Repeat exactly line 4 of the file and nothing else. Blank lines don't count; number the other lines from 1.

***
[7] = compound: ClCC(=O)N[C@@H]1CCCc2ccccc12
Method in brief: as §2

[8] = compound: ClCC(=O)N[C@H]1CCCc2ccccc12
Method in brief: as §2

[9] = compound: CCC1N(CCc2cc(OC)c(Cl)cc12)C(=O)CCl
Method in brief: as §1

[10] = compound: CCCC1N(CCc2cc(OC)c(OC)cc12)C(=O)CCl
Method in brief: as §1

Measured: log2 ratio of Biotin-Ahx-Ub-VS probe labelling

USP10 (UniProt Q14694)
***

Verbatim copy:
Method in brief: as §2